When you file your 2018 income tax return, you’ll likely find that some big tax law changes affect you, besides the much-discussed tax rate cuts and reduced itemize deductions. For 2018 through 2025, the TCJA: 1) eliminates personal exemptions, 2) increases the standard deduction and 3) expands the child credit. The degree to which these changes will affect you depends on whether you have dependents and, if so, how many. It also depends on whether you typically itemize deductions. We can help ensure you claim all of the breaks available to you on your 2018 return.


Don’t take the substantiation requirements for charitable donation deductions lightly. If you made a gift last year and haven’t received a written acknowledgment from the charity, read this before claiming a deduction on your 2018 income tax return.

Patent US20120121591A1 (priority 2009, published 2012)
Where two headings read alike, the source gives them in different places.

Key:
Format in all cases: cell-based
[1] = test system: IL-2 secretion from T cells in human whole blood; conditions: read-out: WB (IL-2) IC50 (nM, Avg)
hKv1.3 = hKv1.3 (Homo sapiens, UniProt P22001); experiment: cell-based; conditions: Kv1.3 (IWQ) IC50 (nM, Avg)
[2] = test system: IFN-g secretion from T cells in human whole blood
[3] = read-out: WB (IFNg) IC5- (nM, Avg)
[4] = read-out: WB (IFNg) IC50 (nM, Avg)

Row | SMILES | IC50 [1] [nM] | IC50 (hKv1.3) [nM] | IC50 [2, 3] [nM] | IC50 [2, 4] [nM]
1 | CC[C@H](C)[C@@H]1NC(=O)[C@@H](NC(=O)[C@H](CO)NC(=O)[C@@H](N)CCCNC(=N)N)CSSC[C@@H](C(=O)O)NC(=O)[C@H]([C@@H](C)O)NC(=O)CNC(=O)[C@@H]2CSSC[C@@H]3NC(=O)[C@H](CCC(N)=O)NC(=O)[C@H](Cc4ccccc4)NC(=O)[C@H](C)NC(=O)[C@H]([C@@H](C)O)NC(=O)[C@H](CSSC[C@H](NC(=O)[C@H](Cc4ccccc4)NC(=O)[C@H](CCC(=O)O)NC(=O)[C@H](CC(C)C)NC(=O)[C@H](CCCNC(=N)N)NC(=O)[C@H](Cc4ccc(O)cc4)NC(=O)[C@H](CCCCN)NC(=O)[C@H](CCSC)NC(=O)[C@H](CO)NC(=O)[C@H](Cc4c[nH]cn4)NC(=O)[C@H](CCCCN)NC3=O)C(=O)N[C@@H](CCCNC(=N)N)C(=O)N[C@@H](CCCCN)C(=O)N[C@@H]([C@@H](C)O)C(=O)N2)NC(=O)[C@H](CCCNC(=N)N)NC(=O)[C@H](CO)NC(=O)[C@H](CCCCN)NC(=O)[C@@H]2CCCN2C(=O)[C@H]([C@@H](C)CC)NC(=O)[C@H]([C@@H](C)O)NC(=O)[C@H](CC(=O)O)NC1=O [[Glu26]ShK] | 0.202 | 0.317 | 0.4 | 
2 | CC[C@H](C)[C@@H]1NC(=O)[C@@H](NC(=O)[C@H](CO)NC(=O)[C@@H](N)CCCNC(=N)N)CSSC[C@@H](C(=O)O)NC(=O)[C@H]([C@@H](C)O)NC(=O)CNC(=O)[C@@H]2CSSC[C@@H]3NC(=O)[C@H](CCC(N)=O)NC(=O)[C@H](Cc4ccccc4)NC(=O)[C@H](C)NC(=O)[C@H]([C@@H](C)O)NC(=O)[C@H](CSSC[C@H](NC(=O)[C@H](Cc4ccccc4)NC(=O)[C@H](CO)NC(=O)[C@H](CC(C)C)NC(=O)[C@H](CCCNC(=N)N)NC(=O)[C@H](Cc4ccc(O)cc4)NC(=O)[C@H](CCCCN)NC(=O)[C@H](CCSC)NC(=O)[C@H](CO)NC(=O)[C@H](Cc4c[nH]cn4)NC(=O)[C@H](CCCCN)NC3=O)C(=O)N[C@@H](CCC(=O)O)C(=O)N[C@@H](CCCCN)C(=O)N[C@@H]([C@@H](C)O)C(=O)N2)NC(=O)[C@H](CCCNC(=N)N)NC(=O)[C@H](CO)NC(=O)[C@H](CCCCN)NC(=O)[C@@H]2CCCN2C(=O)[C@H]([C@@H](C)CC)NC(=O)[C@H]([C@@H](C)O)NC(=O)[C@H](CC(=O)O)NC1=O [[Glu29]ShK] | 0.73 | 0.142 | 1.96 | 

To claim an itemized deduction for a donation of more than $250, generally you need a contemporaneous written acknowledgment from the charity. “Contemporaneous” means the earlier of 1) the date you file your income tax return, or 2) the extended due date of your return. If you made a donation in 2018 but haven’t received substantiation and you’d like to deduct it, consider requesting a written acknowledgment from the charity and waiting to file your 2018 return until you receive it. Additional rules apply to certain types of donations. Contact us to learn more. 


Not as many people will benefit from the charitable deduction on their 2018 income tax returns. Find out why donations may no longer save you tax and what you can do to help ensure deductibility.